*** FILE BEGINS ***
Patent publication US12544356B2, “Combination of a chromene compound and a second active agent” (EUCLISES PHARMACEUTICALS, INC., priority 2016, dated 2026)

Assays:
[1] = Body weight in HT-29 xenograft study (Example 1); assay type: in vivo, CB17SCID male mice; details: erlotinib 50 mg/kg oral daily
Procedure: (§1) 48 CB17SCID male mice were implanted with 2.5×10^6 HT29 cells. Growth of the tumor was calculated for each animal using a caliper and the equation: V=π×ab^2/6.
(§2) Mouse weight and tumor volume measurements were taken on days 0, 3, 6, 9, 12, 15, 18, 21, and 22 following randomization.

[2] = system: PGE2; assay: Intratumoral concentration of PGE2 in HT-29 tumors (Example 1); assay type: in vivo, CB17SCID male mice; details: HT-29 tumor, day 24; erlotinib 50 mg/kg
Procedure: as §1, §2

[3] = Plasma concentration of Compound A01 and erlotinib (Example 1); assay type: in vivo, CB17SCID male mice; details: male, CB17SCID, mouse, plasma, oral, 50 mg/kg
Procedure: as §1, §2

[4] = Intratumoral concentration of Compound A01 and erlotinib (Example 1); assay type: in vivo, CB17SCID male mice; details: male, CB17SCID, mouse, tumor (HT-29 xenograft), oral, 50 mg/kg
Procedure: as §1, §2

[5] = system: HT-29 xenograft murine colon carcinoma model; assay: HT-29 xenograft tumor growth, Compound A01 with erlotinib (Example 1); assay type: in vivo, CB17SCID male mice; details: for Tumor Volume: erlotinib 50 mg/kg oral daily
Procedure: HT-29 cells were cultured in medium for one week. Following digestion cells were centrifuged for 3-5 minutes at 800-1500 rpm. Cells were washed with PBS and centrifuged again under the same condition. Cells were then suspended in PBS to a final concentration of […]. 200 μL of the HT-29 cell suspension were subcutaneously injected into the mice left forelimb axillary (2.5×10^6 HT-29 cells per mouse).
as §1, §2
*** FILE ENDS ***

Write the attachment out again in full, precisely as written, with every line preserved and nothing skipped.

Patent publication US12544356B2, “Combination of a chromene compound and a second active agent” (EUCLISES PHARMACEUTICALS, INC., priority 2016, dated 2026)

Assays:
[1] = Body weight in HT-29 xenograft study (Example 1); assay type: in vivo, CB17SCID male mice; details: erlotinib 50 mg/kg oral daily
Procedure: (§1) 48 CB17SCID male mice were implanted with 2.5×10^6 HT29 cells. Growth of the tumor was calculated for each animal using a caliper and the equation: V=π×ab^2/6.
(§2) Mouse weight and tumor volume measurements were taken on days 0, 3, 6, 9, 12, 15, 18, 21, and 22 following randomization.

[2] = system: PGE2; assay: Intratumoral concentration of PGE2 in HT-29 tumors (Example 1); assay type: in vivo, CB17SCID male mice; details: HT-29 tumor, day 24; erlotinib 50 mg/kg
Procedure: as §1, §2

[3] = Plasma concentration of Compound A01 and erlotinib (Example 1); assay type: in vivo, CB17SCID male mice; details: male, CB17SCID, mouse, plasma, oral, 50 mg/kg
Procedure: as §1, §2

[4] = Intratumoral concentration of Compound A01 and erlotinib (Example 1); assay type: in vivo, CB17SCID male mice; details: male, CB17SCID, mouse, tumor (HT-29 xenograft), oral, 50 mg/kg
Procedure: as §1, §2

[5] = system: HT-29 xenograft murine colon carcinoma model; assay: HT-29 xenograft tumor growth, Compound A01 with erlotinib (Example 1); assay type: in vivo, CB17SCID male mice; details: for Tumor Volume: erlotinib 50 mg/kg oral daily
Procedure: HT-29 cells were cultured in medium for one week. Following digestion cells were centrifuged for 3-5 minutes at 800-1500 rpm. Cells were washed with PBS and centrifuged again under the same condition. Cells were then suspended in PBS to a final concentration of […]. 200 μL of the HT-29 cell suspension were subcutaneously injected into the mice left forelimb axillary (2.5×10^6 HT-29 cells per mouse).
as §1, §2